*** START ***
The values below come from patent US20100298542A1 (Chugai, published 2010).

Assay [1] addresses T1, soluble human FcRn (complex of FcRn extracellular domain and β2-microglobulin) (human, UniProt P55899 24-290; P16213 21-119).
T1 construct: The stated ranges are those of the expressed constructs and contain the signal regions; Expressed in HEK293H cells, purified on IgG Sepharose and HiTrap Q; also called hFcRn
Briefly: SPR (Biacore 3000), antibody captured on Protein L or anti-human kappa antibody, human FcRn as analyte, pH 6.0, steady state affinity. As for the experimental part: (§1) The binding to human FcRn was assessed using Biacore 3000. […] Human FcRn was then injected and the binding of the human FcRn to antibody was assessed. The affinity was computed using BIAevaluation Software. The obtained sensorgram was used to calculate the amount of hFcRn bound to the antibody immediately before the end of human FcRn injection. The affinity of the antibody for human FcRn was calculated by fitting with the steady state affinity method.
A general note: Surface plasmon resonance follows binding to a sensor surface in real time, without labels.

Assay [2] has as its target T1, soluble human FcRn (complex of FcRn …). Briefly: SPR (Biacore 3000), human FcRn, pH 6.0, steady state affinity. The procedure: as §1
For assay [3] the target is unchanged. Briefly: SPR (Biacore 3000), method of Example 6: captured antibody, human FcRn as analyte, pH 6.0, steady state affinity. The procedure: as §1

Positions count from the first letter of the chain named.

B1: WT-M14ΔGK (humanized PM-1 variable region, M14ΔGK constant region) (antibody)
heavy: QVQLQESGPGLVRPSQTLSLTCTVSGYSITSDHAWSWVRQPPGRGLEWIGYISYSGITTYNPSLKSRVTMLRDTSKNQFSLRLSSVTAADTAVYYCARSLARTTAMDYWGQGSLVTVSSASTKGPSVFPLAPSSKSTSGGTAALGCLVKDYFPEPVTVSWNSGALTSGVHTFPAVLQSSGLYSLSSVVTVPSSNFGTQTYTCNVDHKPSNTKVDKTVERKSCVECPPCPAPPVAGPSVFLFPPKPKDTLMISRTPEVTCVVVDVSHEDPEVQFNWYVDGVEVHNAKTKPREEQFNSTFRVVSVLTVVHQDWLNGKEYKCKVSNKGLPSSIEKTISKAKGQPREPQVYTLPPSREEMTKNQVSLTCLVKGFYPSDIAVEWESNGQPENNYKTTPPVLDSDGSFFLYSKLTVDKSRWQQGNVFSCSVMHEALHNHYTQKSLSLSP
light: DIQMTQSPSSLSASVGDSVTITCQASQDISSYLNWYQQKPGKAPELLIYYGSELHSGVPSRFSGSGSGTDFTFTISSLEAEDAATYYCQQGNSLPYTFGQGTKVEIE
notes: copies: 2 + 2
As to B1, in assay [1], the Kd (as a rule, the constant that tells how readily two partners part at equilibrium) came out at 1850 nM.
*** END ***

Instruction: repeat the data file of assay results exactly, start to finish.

The values below come from patent US20100298542A1 (Chugai, published 2010).

Assay [1] addresses T1, soluble human FcRn (complex of FcRn extracellular domain and β2-microglobulin) (human, UniProt P55899 24-290; P16213 21-119).
T1 construct: The stated ranges are those of the expressed constructs and contain the signal regions; Expressed in HEK293H cells, purified on IgG Sepharose and HiTrap Q; also called hFcRn
Briefly: SPR (Biacore 3000), antibody captured on Protein L or anti-human kappa antibody, human FcRn as analyte, pH 6.0, steady state affinity. As for the experimental part: (§1) The binding to human FcRn was assessed using Biacore 3000. […] Human FcRn was then injected and the binding of the human FcRn to antibody was assessed. The affinity was computed using BIAevaluation Software. The obtained sensorgram was used to calculate the amount of hFcRn bound to the antibody immediately before the end of human FcRn injection. The affinity of the antibody for human FcRn was calculated by fitting with the steady state affinity method.
A general note: Surface plasmon resonance follows binding to a sensor surface in real time, without labels.

Assay [2] has as its target T1, soluble human FcRn (complex of FcRn …). Briefly: SPR (Biacore 3000), human FcRn, pH 6.0, steady state affinity. The procedure: as §1
For assay [3] the target is unchanged. Briefly: SPR (Biacore 3000), method of Example 6: captured antibody, human FcRn as analyte, pH 6.0, steady state affinity. The procedure: as §1

Positions count from the first letter of the chain named.

B1: WT-M14ΔGK (humanized PM-1 variable region, M14ΔGK constant region) (antibody)
heavy: QVQLQESGPGLVRPSQTLSLTCTVSGYSITSDHAWSWVRQPPGRGLEWIGYISYSGITTYNPSLKSRVTMLRDTSKNQFSLRLSSVTAADTAVYYCARSLARTTAMDYWGQGSLVTVSSASTKGPSVFPLAPSSKSTSGGTAALGCLVKDYFPEPVTVSWNSGALTSGVHTFPAVLQSSGLYSLSSVVTVPSSNFGTQTYTCNVDHKPSNTKVDKTVERKSCVECPPCPAPPVAGPSVFLFPPKPKDTLMISRTPEVTCVVVDVSHEDPEVQFNWYVDGVEVHNAKTKPREEQFNSTFRVVSVLTVVHQDWLNGKEYKCKVSNKGLPSSIEKTISKAKGQPREPQVYTLPPSREEMTKNQVSLTCLVKGFYPSDIAVEWESNGQPENNYKTTPPVLDSDGSFFLYSKLTVDKSRWQQGNVFSCSVMHEALHNHYTQKSLSLSP
light: DIQMTQSPSSLSASVGDSVTITCQASQDISSYLNWYQQKPGKAPELLIYYGSELHSGVPSRFSGSGSGTDFTFTISSLEAEDAATYYCQQGNSLPYTFGQGTKVEIE
notes: copies: 2 + 2
As to B1, in assay [1], the Kd (as a rule, the constant that tells how readily two partners part at equilibrium) came out at 1850 nM.